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. 2020 Mar 9;10(1):4316.
doi: 10.1038/s41598-020-61331-5.

NFKB2 Polymorphisms Associate With the Risk of Developing Rheumatoid Arthritis and Response to TNF Inhibitors: Results From the REPAIR Consortium

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Free PMC article

NFKB2 Polymorphisms Associate With the Risk of Developing Rheumatoid Arthritis and Response to TNF Inhibitors: Results From the REPAIR Consortium

Jose Manuel Sánchez-Maldonado et al. Sci Rep. .
Free PMC article

Abstract

This study sought to evaluate the association of 28 single nucleotide polymorphisms (SNPs) within NFKB and inflammasome pathway genes with the risk of rheumatoid arthritis (RA) and response to TNF inhibitors (TNFi). We conducted a case-control study in a European population of 1194 RA patients and 1328 healthy controls. The association of potentially interesting markers was validated with data from the DANBIO (695 RA patients and 978 healthy controls) and DREAM (882 RA patients) registries. The meta-analysis of our data with those from the DANBIO registry confirmed that anti-citrullinated protein antibodies (ACPA)-positive subjects carrying the NFKB2rs11574851T allele had a significantly increased risk of developing RA (PMeta_ACPA + = 0.0006) whereas no significant effect was found in ACPA-negative individuals (PMeta_ACPA- = 0.35). An ACPA-stratified haplotype analysis including both cohorts (n = 4210) confirmed that ACPA-positive subjects carrying the NFKB2TT haplotype had an increased risk of RA (OR = 1.39, P = 0.0042) whereas no effect was found in ACPA-negative subjects (OR = 1.04, P = 0.82). The meta-analysis of our data with those from the DANBIO and DREAM registries also revealed a suggestive association of the NFKB2rs1056890 SNP with larger changes in DAS28 (OR = 1.18, P = 0.007). Functional experiments showed that peripheral blood mononuclear cells from carriers of the NFKB2rs1005044C allele (in LD with the rs1056890, r2 = 1.00) showed increased production of IL10 after stimulation with LPS (P = 0.0026). These results provide first evidence of a role of the NFKB2 locus in modulating the risk of RA in an ACPA-dependent manner and suggest its implication in determining the response to TNFi. Additional studies are now warranted to further validate these findings.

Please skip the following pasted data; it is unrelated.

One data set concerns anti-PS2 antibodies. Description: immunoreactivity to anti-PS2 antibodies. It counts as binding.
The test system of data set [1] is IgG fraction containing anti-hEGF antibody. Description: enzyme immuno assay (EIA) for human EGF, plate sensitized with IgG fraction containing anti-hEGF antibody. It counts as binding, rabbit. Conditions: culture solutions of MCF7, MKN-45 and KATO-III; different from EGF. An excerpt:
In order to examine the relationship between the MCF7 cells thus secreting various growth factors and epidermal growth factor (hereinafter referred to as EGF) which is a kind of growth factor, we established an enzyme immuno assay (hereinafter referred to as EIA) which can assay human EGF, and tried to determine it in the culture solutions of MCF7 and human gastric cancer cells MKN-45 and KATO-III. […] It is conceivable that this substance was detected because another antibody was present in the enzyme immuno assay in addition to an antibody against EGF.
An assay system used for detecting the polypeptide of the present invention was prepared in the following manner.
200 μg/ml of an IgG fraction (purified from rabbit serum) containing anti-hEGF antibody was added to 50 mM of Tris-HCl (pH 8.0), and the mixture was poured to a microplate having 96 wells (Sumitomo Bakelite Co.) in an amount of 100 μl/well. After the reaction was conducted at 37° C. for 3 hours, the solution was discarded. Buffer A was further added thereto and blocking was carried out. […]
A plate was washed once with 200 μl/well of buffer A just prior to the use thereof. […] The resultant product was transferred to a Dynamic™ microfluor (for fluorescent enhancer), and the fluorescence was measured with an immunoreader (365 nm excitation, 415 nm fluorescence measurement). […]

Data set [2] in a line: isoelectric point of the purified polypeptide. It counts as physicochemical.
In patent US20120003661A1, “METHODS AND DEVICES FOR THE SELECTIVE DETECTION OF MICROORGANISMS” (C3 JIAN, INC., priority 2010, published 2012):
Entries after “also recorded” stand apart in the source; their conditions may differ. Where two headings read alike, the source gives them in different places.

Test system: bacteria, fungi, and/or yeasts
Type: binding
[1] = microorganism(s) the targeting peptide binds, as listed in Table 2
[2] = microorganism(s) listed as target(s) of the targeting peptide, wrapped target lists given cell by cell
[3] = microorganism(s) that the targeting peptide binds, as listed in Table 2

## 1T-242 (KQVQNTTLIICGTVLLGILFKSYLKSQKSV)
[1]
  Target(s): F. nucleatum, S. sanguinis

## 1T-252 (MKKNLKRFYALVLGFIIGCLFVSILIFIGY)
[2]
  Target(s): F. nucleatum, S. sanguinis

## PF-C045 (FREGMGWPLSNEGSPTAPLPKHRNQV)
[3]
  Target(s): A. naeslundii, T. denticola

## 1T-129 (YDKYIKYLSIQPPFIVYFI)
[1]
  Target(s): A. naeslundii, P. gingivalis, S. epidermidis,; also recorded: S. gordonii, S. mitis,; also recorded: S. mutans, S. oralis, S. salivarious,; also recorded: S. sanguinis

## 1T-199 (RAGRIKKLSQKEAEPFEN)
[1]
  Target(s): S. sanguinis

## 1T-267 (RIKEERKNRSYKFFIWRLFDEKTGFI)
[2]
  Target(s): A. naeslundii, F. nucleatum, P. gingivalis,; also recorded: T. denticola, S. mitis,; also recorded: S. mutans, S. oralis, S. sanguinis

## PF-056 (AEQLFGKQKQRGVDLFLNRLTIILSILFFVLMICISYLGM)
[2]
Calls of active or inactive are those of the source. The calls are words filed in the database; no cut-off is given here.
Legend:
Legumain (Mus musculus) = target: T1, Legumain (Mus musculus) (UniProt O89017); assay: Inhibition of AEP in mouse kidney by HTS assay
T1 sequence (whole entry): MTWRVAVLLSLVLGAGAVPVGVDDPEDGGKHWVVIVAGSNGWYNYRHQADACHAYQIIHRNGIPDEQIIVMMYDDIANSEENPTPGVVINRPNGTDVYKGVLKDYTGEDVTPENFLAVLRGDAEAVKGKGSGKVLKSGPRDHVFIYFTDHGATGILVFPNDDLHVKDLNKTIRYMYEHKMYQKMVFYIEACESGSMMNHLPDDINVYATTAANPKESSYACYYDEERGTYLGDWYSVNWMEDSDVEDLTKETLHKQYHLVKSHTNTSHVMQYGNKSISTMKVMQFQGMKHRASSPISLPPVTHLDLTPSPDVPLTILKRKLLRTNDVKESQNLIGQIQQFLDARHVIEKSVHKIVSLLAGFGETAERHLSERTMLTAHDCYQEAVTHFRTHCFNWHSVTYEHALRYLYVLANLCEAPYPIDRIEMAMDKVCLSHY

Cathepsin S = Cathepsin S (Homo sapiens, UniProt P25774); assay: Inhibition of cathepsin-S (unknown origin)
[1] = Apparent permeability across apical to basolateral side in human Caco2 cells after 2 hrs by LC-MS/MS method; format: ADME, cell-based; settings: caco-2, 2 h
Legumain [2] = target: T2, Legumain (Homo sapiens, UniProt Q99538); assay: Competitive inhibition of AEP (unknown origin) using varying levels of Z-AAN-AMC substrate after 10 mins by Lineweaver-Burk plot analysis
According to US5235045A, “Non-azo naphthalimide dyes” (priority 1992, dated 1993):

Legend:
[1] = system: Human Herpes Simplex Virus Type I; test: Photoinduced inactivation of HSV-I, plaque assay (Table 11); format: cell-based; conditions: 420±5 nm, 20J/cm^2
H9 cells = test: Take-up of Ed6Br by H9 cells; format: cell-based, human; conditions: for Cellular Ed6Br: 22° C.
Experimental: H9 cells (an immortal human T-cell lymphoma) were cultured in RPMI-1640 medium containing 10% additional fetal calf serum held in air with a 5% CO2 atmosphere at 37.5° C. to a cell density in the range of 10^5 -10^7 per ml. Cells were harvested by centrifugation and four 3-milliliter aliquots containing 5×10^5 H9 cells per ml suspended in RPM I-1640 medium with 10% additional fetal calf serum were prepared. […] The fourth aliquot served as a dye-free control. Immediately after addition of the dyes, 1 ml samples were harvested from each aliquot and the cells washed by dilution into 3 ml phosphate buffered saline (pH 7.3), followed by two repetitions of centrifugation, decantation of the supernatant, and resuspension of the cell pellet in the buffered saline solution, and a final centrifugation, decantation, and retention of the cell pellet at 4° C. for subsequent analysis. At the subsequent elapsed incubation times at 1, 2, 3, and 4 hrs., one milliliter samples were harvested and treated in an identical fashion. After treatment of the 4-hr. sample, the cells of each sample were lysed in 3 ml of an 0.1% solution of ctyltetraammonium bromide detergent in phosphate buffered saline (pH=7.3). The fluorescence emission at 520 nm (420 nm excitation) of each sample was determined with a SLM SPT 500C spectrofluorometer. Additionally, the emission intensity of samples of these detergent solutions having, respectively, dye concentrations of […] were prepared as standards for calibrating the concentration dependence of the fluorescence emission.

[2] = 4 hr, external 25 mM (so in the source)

Conflict of interest statement

V.A. has received compensation for consultancy and for being a member of an advisory board from MSD (Merck) and Janssen. B.G. received funding for research from AbbVie, Biogen, and Pfizer. M.L.H. received funding for research from Abbvie, Biogen, BMS, CellTrion, MSD, Novartis, Orion, Pfizer, Samsung and UCB. The rest of authors declare that they have no competing interests.

Figures

Figure 1
Figure 1
Association of the NFKB2rs11574851 SNP with the risk of RA in ACPA-positive patients. Association estimates according a random effect model. P =0.0006.
Figure 2
Figure 2
Meta-analysis of the association of the NFKB2rs1056890 SNP with response to TNFi [A] and correlation with higher levels of IL10 after stimulation of PBMCs (n = 377) with LPS [B]. [A] Association estimates according to a random effect model. PMeta = 0.0077. [B] Correlation with IL10 was analysed using genotype data of the NFKB2rs1005044 SNP, a marker in strong LD with the rs1056890 (r2 = 1.00).

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